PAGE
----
W National Park

Together, W and Pendjari National Parks form a significant portion of the W-Arly-Pendjari (WAP) Complex, a globally significant transboundary landscape representing the largest intact wild ecosystem in West Africa.

W National Park is a transboundary protected area and UNESCO World Heritage Site covering three countries: Benin, Burkina Faso, and Niger. In June 2020, the Benin portion of the park, spanning more than 8,000 km2, officially came under African Parks’ management. W National Park is contiguous with Pendjari National Park, which the Benin Government invited African Parks to manage in 2017. Together, the parks form a significant portion of the W-Arly-Pendjari (WAP) Complex, a globally significant transboundary landscape representing the largest intact wild ecosystem in West Africa.

The park is named for the shape of the Niger River which represents the northern boundary of the park in Niger. W lies within the Sudano-Sahelian bioregion and its associated climate. The annual rainfall in the park is 700-900 mm, largely falling between June and November, with the single dry season running from November to May. The undulating plateau marks the end of the Atakora, or Togo, Mountain range. The park is characterised by wooded savannah and gallery forests in the south and open savannah with thorny scrub in the north. Two large river systems, the Mékrou and Alibori, drain into the park, which is part of the Niger River basin.

The WAP Complex is home to the last viable populations of several species in the region including the Northwest African cheetah, a critically endangered subspecies which occurs here in small numbers. Ninety percent of the West African lion subpopulation, where only 400 individuals remain, occur in the WAP.  Several rare antelope species are also present including the korrigum, or tsessebe; and more than 1,700 elephants can be found in the Complex, which is the largest stronghold in the region.

In recognition of the significance of the wider ecosystem and the prevailing threats, the Benin Government coordinated with African Parks in September 2019 to implement a Priority Intervention Plan (PIP) to secure W National Park, which evolved into a full management mandate in June 2020. The initial PIP agreement, between the Benin Government, West African Savannah Foundation (FSOA), and African Parks, aimed to improve law enforcement capacity and training, rehabilitate existing infrastructure, and strengthen collaboration with local communities. The full mandate will continue these operations in addition to others. By building community engagement, enhancing law enforcement and initiating conservation and development programmes, the partnership aims to restore these vital national parks, creating positive social and economic impacts to benefit the entire region.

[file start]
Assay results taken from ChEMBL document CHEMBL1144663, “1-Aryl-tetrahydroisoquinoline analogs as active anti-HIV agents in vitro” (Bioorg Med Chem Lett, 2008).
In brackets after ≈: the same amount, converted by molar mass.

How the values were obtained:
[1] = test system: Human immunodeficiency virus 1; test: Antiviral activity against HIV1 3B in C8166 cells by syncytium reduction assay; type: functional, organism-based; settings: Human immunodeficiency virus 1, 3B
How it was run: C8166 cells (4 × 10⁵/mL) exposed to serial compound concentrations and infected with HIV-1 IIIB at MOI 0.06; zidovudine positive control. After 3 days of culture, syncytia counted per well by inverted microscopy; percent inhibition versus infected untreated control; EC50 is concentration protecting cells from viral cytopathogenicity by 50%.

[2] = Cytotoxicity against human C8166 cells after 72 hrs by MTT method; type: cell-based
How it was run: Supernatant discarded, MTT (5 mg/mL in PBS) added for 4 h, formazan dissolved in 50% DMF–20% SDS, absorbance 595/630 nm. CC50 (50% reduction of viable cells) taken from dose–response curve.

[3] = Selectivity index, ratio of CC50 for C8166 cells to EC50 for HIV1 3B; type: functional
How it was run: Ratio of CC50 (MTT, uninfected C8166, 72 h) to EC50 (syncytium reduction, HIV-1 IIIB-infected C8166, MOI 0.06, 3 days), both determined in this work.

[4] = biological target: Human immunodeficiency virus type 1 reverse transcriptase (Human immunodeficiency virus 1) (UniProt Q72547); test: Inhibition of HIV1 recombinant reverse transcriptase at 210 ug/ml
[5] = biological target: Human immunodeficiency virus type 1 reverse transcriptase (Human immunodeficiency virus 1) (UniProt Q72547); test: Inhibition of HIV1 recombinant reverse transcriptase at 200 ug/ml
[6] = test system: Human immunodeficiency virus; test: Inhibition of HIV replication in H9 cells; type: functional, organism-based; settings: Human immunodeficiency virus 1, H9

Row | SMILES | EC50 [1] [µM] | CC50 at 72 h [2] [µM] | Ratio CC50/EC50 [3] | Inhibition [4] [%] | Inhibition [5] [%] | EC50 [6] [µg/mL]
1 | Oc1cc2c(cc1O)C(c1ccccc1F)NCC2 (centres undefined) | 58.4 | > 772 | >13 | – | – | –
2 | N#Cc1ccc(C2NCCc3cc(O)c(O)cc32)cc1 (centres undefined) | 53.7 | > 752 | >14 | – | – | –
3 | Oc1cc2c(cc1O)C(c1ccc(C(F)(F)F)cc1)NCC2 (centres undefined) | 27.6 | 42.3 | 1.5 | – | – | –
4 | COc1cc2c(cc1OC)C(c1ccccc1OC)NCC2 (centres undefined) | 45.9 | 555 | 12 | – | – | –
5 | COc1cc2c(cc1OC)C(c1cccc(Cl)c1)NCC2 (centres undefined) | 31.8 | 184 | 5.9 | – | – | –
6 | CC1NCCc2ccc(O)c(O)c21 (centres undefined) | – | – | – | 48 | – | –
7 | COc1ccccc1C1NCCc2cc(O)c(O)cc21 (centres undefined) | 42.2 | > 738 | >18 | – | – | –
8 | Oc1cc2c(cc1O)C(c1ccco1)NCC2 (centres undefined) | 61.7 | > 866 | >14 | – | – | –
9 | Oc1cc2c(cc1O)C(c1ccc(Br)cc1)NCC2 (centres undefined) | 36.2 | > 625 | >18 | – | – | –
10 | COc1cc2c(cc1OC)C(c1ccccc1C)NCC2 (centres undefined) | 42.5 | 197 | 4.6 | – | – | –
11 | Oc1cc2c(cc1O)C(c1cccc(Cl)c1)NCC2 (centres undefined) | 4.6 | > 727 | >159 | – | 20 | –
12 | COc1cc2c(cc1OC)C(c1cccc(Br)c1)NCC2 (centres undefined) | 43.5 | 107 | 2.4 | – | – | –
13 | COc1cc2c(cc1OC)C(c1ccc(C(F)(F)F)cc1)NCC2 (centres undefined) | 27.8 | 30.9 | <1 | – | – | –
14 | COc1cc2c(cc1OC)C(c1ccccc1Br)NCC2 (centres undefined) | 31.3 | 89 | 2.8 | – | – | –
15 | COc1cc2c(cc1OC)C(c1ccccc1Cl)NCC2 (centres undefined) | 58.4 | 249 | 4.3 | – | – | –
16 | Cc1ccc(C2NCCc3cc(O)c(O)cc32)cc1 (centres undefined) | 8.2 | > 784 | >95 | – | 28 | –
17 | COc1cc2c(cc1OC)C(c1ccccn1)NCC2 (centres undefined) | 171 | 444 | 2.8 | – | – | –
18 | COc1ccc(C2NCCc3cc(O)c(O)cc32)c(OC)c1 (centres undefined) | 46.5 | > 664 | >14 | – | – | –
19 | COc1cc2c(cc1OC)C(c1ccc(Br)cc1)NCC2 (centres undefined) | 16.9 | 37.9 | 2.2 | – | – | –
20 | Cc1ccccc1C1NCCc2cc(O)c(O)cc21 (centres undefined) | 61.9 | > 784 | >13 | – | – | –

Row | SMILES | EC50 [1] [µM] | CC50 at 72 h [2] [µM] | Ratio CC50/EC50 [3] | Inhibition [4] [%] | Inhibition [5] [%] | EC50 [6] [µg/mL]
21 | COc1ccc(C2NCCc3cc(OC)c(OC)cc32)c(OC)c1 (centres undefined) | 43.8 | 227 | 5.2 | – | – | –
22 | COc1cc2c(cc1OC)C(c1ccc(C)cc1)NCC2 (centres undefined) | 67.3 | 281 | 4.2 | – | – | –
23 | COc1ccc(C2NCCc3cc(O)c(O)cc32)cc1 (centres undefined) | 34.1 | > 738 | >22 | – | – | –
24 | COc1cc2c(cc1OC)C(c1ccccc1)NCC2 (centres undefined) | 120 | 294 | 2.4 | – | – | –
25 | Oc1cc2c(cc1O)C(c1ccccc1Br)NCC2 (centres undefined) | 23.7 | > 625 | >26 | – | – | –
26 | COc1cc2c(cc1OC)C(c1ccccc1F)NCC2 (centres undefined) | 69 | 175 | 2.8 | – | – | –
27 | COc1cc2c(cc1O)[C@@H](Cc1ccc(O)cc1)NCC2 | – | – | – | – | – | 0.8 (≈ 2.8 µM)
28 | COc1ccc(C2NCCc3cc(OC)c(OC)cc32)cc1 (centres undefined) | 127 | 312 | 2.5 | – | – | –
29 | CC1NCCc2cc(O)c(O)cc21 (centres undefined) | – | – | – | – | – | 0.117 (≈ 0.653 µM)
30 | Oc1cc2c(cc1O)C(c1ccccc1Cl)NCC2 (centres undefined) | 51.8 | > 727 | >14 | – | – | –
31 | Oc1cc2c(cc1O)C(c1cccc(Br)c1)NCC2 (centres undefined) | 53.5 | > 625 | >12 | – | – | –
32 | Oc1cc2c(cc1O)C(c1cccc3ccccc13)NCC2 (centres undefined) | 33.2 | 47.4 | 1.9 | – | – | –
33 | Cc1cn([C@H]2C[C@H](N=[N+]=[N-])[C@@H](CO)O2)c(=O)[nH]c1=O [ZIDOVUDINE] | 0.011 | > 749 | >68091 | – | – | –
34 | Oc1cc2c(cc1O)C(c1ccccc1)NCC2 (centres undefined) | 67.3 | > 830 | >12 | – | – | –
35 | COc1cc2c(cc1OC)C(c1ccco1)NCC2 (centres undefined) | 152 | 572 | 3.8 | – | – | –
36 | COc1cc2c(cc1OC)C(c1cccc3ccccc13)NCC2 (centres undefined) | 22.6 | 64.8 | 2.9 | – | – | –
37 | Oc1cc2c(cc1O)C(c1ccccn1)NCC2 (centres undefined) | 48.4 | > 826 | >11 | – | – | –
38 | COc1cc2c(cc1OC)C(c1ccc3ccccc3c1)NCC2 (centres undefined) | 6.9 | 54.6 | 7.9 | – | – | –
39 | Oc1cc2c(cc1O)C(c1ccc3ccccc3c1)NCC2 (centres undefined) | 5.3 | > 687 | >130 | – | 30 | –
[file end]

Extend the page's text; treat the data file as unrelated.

W Highlights

  • The WAP Complex is the largest protected and intact ecosystem in west Africa with a high diversity of fauna and flora and the potential to become the reference for effective protected areas in West Africa
  • Several species are represented in the Complex as the last viable populations, including Northwest African cheetah, West African lion subpopulation, and korrigum.
  • The West African manatee occurs in W – this species is known to swim up the Niger River which borders the park.
  • Rangers have been deployed throughout W to ensure people and wildlife benefit from the increased stability in the region.

Partners

In June 2020, African Parks signed an initial 10-year management agreement with the Republic of Benin to manage W National Park, the second park in the country to enter the portfolio after Pendjari National Park which forms part of the same transfrontier park, W-Arly-Pendjari Complex.

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